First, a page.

Interacting with the Political System.

Interacting with the Political System.

Vestman and Conners (2006) describe three different positions in which evaluators may interact with the political system:

1. The evaluator as value-neutral. In this position, the evaluator tries to protect or separate the evaluation from politics in order to maintain its perceived legitimacy and objectivity. Evaluators are rational methodologists who collect data and

70 Part I • Introduction to Evaluation

provide it to stakeholders. Judgments about quality are then made by the stake- holders. The evaluator works to remain separate and independent and, thus, maintain the objectivity of the evaluation.

2. The evaluator as value-sensitive. In this position, the evaluator works to maintain the technical aspects of the evaluation, the provision of information, as separate from politics. However, the evaluator recognizes that other elements of the evaluation— in particular providing judgments, considering ethical issues, and encouraging democratic values—require the evaluator to learn of and become involved in the political environment.

3. The evaluator as value-critical. Along a continuum of whether it is possible and whether it is desirable to separate evaluation from politics, the evaluator taking this position believes that values are inextricably part of politics and that it is critical for the evaluator to become involved in politics to actively articulate those values. Evaluation and politics are viewed from a larger perspective in this third position. Vestman and Conners note that the value-critical evaluator “views politics as some- thing integrated in our everyday life,” and so “there can be no separation between evaluation and politics and therefore no neutral value or operational position taken by the evaluator” (2006, p. 235). The evaluator, then, takes an active role in consid- ering what is in the public good, and serves “as a cooperative and structuring force in our understanding of society” (2006, p. 236). (See also Dahler-Larsen [2003])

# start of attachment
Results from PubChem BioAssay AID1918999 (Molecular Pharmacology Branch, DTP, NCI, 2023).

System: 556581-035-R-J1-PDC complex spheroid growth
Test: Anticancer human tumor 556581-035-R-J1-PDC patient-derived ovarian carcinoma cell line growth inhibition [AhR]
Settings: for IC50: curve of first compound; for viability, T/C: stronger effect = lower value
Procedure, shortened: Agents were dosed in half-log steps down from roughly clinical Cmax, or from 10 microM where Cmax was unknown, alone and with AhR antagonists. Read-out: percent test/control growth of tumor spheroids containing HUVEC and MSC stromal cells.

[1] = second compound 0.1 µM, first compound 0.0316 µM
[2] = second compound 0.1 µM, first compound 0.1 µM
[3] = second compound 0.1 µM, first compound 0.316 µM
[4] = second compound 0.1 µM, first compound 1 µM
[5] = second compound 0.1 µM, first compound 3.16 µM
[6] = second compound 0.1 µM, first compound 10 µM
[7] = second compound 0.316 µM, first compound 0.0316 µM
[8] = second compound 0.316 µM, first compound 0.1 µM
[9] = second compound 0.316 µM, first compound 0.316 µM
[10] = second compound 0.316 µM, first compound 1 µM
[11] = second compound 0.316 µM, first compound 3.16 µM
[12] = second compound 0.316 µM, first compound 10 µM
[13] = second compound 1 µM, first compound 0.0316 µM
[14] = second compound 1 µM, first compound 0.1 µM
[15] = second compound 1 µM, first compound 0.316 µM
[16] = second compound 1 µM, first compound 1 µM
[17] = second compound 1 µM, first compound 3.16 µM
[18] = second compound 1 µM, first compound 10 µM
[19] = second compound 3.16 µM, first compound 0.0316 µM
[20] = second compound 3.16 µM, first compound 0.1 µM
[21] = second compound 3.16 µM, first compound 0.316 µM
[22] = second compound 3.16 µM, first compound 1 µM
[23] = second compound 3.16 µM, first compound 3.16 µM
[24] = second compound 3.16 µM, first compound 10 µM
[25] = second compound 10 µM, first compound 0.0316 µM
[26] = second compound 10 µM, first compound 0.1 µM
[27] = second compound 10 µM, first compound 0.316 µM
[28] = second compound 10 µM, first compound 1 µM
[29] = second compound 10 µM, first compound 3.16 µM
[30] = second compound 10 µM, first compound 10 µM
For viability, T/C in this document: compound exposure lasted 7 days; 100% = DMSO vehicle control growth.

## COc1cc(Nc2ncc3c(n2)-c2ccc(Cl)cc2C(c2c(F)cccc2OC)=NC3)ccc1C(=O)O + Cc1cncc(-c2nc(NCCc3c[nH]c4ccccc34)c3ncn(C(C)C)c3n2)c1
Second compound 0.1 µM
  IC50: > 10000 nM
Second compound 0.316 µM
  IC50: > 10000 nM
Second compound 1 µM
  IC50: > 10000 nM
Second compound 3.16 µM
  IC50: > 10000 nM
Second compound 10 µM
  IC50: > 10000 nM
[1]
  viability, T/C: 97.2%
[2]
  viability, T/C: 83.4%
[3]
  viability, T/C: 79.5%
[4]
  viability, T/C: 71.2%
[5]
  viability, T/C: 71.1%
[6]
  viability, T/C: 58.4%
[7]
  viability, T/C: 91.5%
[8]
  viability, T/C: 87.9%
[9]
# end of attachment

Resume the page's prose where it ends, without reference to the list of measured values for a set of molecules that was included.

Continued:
Most evaluators today recognize that the first position is unrealistic. This position is one that is frequently taken by applied researchers who move into evaluation and are less familiar with the purposes of evaluation and its goals; in particular, the importance of use. Weiss (1998a, 1998b), Datta (1999), and Patton (1988, 2008a) have all noted that a principal reason that the evaluations of the 1970s were not used was the failure of evaluators to consider the political context. Most evaluators today recognize the need to balance the technical aspects of their study with a need to learn more about the political context to see that their evaluation is useful to at least some stakeholders in the political environment and to ensure that the evalua- tion is one that furthers democratic values of participation and equality. Our view is that the third position has elements of validity—politics and evaluation, at least in- formal evaluation, are part of everyday life, data collection is not a truly neutral ac- tivity, and evaluators should consider the public good. However, we do think it is important to attend to the view that formal evaluation and evaluators conducting those evaluations provide a different kind of information, one that addresses peo- ple’s concerns with accountability in today’s society. It is important that the results of evaluation studies be trusted; hence, the evaluator must pay attention to pre- serving the validity of the study and the perceived independence of the results. (You will read more on the ethical codes of evaluation later in this chapter. See also Chapter 8 on participatory and transformative approaches as means for achieving these goals.) However, the three positions developed by Vestman and Conner illus- trate the types of relationships that can exist between evaluation and politics and the important issues to consider in those relationships. They help us, then, to reflect

Chapter 3 • Political, Interpersonal, and Ethical Issues in Evaluation 71

on the role one should play in specific evaluations. That role may differ from one evaluation to the next, depending on the context of the evaluation.

In this section, we have tried to make you aware that evaluation does occur in a political environment, why that is so, and how knowledge of the political context can be an advantage to an evaluator in bringing about use and, ultimately, helping improve government and society. We have also illustrated some of the roles or positions that evaluators can take within that environment and the risks and potential benefits of these different roles. In the next section, we will explore in more depth some of the actions that an evaluator can take to work effectively in a political environment.

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